WASHINGTON (Reuters) - U.S. officials are still exploring providing government assistance to CIT Group, but are increasingly concerned that conditions at the lender have deteriorated too far, according to a source familiar with government talks.
The source said Treasury Department officials are concerned that CIT’s liquidity crunch has worsened over the past few days and that government aid would not effectively put the lender on a path to recovery.
A resolution for the lender’s liquidity problems is expected in the next 24 hours and could end in a bankruptcy filing, the source said, speaking anonymously because the situation is still fluid.
Trading in CIT shares was halted on Wednesday afternoon, further signaling some sort of announcement was imminent.
CIT, a lender to thousands of small businesses, has said it is in round-the-clock talks with regulators about how to improve liquidity after billions of dollars in losses have severely limited its ability to raise money.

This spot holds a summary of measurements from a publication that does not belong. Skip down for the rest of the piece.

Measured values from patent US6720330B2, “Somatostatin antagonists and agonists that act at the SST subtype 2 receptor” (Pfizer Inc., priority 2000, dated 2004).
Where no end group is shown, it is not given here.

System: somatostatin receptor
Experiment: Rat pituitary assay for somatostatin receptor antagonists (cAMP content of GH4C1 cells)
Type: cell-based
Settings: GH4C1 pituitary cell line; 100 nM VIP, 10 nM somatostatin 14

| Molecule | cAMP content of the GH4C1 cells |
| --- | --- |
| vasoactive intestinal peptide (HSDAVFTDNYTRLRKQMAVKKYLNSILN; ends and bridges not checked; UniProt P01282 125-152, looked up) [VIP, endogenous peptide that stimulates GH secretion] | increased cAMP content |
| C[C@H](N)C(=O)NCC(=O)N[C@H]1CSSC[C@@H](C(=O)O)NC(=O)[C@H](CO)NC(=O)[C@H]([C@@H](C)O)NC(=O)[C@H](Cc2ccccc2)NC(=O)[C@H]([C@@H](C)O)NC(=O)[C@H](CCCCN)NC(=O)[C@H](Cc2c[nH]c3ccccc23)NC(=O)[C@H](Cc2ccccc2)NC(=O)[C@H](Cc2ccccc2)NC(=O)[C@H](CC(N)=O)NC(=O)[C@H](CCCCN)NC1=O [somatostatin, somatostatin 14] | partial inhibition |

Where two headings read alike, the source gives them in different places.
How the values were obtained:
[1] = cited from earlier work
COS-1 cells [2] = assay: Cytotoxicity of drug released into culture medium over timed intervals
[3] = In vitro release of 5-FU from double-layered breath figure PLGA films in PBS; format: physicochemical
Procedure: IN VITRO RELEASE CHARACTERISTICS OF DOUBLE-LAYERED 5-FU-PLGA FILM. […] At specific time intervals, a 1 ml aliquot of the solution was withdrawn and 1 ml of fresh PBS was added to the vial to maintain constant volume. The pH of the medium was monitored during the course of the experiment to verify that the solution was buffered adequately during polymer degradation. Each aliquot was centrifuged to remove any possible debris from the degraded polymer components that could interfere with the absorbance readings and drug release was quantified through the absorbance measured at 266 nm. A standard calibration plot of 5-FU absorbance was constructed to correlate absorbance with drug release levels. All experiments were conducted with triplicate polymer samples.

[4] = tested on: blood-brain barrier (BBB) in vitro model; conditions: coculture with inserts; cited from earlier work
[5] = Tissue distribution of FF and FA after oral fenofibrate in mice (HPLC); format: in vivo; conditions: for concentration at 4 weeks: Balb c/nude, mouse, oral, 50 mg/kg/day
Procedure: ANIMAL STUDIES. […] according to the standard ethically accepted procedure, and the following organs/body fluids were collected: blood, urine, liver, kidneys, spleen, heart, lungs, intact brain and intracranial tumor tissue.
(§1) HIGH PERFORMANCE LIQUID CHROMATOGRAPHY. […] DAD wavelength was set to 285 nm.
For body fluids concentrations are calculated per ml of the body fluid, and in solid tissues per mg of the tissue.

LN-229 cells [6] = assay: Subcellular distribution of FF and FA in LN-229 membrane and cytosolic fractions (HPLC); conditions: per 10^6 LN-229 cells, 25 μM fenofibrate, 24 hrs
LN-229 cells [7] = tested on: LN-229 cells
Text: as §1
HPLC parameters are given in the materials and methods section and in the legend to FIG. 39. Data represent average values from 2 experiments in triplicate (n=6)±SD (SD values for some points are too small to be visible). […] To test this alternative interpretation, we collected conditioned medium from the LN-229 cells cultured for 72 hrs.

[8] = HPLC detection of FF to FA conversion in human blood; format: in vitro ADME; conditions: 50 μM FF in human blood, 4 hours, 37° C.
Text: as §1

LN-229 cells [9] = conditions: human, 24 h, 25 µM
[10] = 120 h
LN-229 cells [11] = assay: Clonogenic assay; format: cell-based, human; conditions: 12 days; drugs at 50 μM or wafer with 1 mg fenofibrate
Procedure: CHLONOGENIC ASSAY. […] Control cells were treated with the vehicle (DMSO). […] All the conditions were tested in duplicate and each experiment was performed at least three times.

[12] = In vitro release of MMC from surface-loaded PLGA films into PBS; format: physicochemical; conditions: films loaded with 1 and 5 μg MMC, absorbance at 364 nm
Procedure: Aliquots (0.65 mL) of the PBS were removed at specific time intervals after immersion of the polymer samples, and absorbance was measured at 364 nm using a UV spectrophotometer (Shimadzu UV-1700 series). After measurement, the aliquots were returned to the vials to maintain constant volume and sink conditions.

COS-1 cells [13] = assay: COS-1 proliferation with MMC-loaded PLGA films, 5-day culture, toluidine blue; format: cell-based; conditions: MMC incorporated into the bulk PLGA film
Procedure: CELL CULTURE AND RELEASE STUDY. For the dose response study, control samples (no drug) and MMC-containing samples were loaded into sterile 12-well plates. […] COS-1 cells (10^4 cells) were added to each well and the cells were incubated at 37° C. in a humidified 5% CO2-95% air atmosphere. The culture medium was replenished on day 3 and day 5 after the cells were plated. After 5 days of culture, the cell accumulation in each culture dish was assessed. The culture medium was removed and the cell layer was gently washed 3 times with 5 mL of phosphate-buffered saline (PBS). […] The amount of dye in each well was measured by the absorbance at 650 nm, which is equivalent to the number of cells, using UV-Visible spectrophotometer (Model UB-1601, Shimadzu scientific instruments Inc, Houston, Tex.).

The Treasury has discussed devising an aid package, including a temporary loan that would give CIT room to strengthen its balance sheet by raising additional capital through debt or equity, the source said.
Other options discussed have been access to the U.S. Federal Reserve’s discount window and asset transfers.
Treasury has also been supportive of the Federal Deposit Insurance Corp granting CIT access to its government debt guarantee program, the source said. The FDIC has been reluctant to do so, however, because the program is designed for healthy institutions, and it believes CIT’s participation involves too much risk.
Barney Frank, chairman of the House Financial Services Committee, said on Wednesday that he hoped the government could come up with a structured aid package for CIT.
“I’ve spoken with (Treasury) Secretary Geithner, and I understand they’re working hard to try to come up with something responsible to try to prevent the failure,” Frank told Reuters in an interview.
“If CIT doesn’t get structured help, then it will have a very negative effect, I‘m told, on small businesses around the country.”
Reporting by Karey Wutkowski and Rachelle Younglai; Editing by Tim Dobbyn